Abu Dhabi’s Mudabala planning GlobalFoundries IPO at $20 Billion Value

Abu Dhabi’s Mubadala Investment Co. is getting chipmaker GlobalFoundries prepared for a U.S. initial public offering (IPO), people with knowledge of the matter have informed Bloomberg.

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The Emirati state-owned holding company that can be characterized as a sovereign wealth fund has been having initial discussions with potential advisers about a listing of GlobalFoundries that has the potential to value the business at approximately $20 billion. It hasn’t yet selected underwriters, Bloomberg’s sources have said, asking not to be identified because the information is private.

Proceedings are at an initial stage, and details of the potential deal could change.

Representatives for both Mubadala and GlobalFoundries have refused to comment.

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GlobalFoundries Chief Executive Officer Thomas Caulfield, in a Bloomberg Television interview this week, said the company always reviews strategic alternatives, and the timetable for an IPO “has always been some time in 2022.”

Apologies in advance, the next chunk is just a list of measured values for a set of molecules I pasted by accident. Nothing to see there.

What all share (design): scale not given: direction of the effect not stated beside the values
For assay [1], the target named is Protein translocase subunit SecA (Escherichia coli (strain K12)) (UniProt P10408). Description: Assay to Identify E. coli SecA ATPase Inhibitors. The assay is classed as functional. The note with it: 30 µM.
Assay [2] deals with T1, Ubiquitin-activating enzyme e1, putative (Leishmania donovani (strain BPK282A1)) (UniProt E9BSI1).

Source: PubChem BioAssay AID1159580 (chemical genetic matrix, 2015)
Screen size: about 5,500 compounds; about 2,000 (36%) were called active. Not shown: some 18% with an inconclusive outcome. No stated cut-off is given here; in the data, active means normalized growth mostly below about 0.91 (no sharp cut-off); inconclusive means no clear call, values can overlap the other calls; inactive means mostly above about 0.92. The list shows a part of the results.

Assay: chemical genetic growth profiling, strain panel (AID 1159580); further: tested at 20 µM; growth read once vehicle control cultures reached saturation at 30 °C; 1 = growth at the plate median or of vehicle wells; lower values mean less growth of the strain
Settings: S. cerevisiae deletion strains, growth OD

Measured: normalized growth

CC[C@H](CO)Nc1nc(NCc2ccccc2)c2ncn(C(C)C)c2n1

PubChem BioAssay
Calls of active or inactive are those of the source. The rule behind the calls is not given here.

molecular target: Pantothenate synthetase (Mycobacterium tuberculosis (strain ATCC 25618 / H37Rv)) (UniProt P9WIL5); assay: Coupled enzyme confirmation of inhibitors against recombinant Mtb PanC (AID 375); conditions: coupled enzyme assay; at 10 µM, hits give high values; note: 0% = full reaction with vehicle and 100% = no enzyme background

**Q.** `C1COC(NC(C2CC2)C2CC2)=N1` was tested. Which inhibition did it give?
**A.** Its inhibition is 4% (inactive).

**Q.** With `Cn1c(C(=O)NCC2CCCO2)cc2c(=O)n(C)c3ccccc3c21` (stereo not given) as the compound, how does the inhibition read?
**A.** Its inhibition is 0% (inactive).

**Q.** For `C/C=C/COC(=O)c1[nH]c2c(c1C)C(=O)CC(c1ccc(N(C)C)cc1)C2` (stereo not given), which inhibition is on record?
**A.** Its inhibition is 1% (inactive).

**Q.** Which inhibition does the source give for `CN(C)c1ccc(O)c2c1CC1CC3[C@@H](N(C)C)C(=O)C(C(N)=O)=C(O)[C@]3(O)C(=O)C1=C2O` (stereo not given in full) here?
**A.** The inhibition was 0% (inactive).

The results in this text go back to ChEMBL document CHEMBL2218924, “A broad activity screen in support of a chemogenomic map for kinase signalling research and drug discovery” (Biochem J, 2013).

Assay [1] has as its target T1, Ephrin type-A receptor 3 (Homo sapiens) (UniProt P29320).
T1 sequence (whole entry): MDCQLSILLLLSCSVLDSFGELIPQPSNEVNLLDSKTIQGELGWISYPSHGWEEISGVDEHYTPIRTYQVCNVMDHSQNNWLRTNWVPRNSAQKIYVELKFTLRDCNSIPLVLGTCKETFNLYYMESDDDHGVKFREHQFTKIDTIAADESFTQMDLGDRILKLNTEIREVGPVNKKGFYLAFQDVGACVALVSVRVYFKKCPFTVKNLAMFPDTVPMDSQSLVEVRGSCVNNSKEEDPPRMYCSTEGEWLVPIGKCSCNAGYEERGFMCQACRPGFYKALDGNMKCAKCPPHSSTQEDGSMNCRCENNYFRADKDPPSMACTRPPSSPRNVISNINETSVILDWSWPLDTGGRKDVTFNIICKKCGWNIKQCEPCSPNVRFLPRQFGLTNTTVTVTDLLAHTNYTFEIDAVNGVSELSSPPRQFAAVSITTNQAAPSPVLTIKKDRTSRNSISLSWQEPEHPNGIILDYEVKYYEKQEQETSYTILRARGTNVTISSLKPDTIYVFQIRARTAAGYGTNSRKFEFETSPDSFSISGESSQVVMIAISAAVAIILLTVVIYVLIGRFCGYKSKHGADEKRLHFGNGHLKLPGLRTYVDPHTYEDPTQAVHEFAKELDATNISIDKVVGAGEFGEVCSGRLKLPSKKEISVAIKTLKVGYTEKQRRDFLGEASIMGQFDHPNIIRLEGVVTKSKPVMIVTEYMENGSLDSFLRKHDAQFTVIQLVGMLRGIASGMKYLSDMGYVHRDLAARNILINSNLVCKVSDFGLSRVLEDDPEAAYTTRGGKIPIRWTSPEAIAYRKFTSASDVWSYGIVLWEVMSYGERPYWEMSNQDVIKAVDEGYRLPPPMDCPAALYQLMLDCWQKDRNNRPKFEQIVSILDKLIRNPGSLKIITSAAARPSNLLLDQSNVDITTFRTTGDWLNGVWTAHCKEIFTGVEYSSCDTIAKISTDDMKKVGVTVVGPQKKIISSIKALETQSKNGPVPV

The IPO market is on the rise since last year, with technology firms from South Korean e-commerce operator Coupang Inc. to American food-delivery service DoorDash Inc. jumping on their debuts. Indian startups including Zomato and Policybazaar have also been slated to go public this year. According to Bloomberg, “the technology-heavy Nasdaq Composite Index has gained 71% over the past 12 months, outpacing the 49% gain in the S&P 500 Index.”

Contract Chipmakers

GlobalFoundries is one of the largest contract chip manufacturers, competing with the outright market leader from Taiwan, the Taiwan Semiconductor Manufacturing Co. (TSMC). The company was created when Mubadala, in 2019, bought Advanced Micro Devices Inc.’s (AMD) manufacturing facilities and later combined them with Singapore’s Chartered Semiconductor Manufacturing Ltd.

With factories in Europe and the U.S., GlobalFoundrieshas cemented a unique position for itself as the chipmaking industry gets sucked into the trade war and tension between the U.S. and China. Most of the rest of the foundry manufacturing of chips takes place on Taiwanese or on South Korean soil, and politicians from U.S. and Europe are increasingly pushing chipmakers to build more capacity outside of Asia.

As the world economy takes a step forward and away from the coronavirus pandemic, GlobalFoundries has seen a sharp increase in demand for the tiny electronic components it manufactures for other companies.

Surprise Surge

Studying and working from home and reluctance to use public transport in this social-distancing era, sparked a rally in demand for personal computers and cars, spurring a surge in demand that caught some in the chip industry by surprise.

Caulfield and his peers do not consider this spike a one-time event. The increasing use of artificial intelligence and other forms of computing in new areas will spur a multi-year expansion of industry sales, Caulfield has said.



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